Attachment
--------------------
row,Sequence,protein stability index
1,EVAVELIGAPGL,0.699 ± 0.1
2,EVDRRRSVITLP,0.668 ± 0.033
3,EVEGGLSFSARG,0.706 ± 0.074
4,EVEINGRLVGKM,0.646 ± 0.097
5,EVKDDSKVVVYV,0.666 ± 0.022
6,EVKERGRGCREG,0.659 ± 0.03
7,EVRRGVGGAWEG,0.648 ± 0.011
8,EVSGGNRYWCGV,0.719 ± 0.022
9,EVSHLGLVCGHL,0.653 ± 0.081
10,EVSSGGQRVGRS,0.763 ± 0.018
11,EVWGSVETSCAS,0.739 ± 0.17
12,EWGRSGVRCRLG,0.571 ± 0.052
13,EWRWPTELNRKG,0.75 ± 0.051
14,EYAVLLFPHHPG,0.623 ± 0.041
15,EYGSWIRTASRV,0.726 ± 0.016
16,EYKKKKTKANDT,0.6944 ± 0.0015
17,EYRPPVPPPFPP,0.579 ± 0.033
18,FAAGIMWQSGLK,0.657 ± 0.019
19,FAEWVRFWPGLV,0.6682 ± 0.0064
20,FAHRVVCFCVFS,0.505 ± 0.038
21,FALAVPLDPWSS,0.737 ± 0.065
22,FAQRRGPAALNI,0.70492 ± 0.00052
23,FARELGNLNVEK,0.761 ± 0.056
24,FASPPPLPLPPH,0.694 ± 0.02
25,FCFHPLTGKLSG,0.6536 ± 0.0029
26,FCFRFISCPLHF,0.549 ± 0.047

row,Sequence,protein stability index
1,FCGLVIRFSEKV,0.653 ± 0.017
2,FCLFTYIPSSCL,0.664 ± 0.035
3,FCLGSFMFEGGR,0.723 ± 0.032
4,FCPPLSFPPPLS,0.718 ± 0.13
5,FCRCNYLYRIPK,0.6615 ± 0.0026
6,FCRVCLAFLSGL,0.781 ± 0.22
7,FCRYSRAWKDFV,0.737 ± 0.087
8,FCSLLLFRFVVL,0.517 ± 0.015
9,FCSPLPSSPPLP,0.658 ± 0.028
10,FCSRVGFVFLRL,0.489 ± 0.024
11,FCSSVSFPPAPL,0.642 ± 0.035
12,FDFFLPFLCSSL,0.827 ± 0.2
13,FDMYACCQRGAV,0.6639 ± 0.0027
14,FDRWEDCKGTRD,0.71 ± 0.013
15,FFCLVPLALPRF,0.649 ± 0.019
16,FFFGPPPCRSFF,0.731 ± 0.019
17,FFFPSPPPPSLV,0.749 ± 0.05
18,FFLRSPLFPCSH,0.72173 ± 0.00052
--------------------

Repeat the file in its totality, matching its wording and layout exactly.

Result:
row,Sequence,protein stability index
1,EVAVELIGAPGL,0.699 ± 0.1
2,EVDRRRSVITLP,0.668 ± 0.033
3,EVEGGLSFSARG,0.706 ± 0.074
4,EVEINGRLVGKM,0.646 ± 0.097
5,EVKDDSKVVVYV,0.666 ± 0.022
6,EVKERGRGCREG,0.659 ± 0.03
7,EVRRGVGGAWEG,0.648 ± 0.011
8,EVSGGNRYWCGV,0.719 ± 0.022
9,EVSHLGLVCGHL,0.653 ± 0.081
10,EVSSGGQRVGRS,0.763 ± 0.018
11,EVWGSVETSCAS,0.739 ± 0.17
12,EWGRSGVRCRLG,0.571 ± 0.052
13,EWRWPTELNRKG,0.75 ± 0.051
14,EYAVLLFPHHPG,0.623 ± 0.041
15,EYGSWIRTASRV,0.726 ± 0.016
16,EYKKKKTKANDT,0.6944 ± 0.0015
17,EYRPPVPPPFPP,0.579 ± 0.033
18,FAAGIMWQSGLK,0.657 ± 0.019
19,FAEWVRFWPGLV,0.6682 ± 0.0064
20,FAHRVVCFCVFS,0.505 ± 0.038
21,FALAVPLDPWSS,0.737 ± 0.065
22,FAQRRGPAALNI,0.70492 ± 0.00052
23,FARELGNLNVEK,0.761 ± 0.056
24,FASPPPLPLPPH,0.694 ± 0.02
25,FCFHPLTGKLSG,0.6536 ± 0.0029
26,FCFRFISCPLHF,0.549 ± 0.047

row,Sequence,protein stability index
1,FCGLVIRFSEKV,0.653 ± 0.017
2,FCLFTYIPSSCL,0.664 ± 0.035
3,FCLGSFMFEGGR,0.723 ± 0.032
4,FCPPLSFPPPLS,0.718 ± 0.13
5,FCRCNYLYRIPK,0.6615 ± 0.0026
6,FCRVCLAFLSGL,0.781 ± 0.22
7,FCRYSRAWKDFV,0.737 ± 0.087
8,FCSLLLFRFVVL,0.517 ± 0.015
9,FCSPLPSSPPLP,0.658 ± 0.028
10,FCSRVGFVFLRL,0.489 ± 0.024
11,FCSSVSFPPAPL,0.642 ± 0.035
12,FDFFLPFLCSSL,0.827 ± 0.2
13,FDMYACCQRGAV,0.6639 ± 0.0027
14,FDRWEDCKGTRD,0.71 ± 0.013
15,FFCLVPLALPRF,0.649 ± 0.019
16,FFFGPPPCRSFF,0.731 ± 0.019
17,FFFPSPPPPSLV,0.749 ± 0.05
18,FFLRSPLFPCSH,0.72173 ± 0.00052